This blessed state has been somewhat undermined by my starting a new job in a Scala shop last year, and the awareness of the horrors of Java lurking just beneath the nice functional surface of Scala does fill me with a sense of vague unease.
posted by acb at 4:10 PM on April 18


We've all got our problems.

Scala has a lot of cruft due to its on-again/off-again relationship with the Java ecosystem, no question about that. But that's a two-way street: using the JDK gave it a boost that allowed them to get way ahead of themselves on language features and API, and now they're paying the price. Scala needed a slow-and-steady approach, making damn sure they didn't add something they'd regret. But as soon as people saw an alternative to javalang, with functional semantics as first-class citizens, and a boilerplate-free future, restraint went out the window followed closely by the maintainability of the tooling. You can't put that all on Java, which was only complicit by being a product of its birth and upbringing.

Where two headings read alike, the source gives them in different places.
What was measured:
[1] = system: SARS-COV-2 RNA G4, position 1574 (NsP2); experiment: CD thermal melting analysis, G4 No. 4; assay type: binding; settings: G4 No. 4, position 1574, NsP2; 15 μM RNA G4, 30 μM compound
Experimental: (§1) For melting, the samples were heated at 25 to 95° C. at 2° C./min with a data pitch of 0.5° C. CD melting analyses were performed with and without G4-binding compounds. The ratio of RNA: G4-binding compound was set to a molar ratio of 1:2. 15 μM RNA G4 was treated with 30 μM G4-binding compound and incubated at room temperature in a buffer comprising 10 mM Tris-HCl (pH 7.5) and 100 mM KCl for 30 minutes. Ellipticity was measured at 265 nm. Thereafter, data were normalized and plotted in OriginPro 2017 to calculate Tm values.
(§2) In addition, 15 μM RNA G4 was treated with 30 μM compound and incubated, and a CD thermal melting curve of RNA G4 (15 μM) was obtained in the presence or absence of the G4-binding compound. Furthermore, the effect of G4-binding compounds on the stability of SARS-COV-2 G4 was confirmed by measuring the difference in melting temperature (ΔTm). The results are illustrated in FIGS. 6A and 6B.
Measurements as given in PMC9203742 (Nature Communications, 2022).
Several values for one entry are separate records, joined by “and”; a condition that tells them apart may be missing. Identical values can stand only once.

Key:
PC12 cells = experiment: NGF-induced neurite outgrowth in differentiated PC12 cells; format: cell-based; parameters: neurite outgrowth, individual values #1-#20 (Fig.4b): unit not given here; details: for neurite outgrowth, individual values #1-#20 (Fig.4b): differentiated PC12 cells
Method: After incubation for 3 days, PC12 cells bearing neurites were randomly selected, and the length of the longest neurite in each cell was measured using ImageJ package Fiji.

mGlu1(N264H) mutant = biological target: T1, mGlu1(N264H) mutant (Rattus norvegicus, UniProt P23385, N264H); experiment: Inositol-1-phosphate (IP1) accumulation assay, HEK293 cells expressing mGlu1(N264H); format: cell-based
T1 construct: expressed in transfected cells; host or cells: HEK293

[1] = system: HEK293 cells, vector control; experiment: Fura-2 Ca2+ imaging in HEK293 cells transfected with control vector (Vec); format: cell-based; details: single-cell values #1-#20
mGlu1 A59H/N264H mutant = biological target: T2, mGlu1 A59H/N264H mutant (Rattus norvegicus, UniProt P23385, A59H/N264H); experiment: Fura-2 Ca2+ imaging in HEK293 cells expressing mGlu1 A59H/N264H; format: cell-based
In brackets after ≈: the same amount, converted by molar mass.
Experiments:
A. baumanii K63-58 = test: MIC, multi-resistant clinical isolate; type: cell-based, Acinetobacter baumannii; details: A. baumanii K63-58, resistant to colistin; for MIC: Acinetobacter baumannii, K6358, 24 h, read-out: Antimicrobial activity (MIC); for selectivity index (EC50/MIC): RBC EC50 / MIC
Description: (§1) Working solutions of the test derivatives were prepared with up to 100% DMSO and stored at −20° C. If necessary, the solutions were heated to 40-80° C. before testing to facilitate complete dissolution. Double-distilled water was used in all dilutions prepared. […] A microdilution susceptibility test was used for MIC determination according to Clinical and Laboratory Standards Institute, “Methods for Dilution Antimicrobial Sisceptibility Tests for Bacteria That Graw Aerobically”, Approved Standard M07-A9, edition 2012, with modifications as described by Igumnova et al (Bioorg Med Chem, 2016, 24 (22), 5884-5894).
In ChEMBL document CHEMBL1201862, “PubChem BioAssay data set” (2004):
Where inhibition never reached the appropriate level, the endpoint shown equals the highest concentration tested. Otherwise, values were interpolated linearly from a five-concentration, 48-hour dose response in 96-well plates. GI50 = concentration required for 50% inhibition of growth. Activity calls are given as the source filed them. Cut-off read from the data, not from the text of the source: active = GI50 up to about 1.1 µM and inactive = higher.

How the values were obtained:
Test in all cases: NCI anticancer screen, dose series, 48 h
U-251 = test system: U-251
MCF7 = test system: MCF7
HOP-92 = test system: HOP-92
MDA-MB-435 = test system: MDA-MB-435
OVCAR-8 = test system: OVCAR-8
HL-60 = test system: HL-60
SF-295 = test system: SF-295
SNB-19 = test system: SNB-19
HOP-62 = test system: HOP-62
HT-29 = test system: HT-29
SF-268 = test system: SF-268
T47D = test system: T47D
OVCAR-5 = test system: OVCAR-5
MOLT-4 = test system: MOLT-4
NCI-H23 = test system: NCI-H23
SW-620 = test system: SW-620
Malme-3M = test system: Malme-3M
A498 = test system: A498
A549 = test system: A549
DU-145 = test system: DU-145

A "purer" alternative is Clojure, which uses the JDK and JVM but binds itself most strongly to LISP. Unfortunately, LISP dialects are dynamically-typed by nature, outside of the purest abstractions of "atom" and "list". The JVM is really not equipped for fully-dynamic languages, and probably never will be — the invokedynamic JVM instruction covers the 90% of cases where types are only dynamic until instantiation, but can't handle much nuance (e.g. mixins, traits), nor type changes after the fact.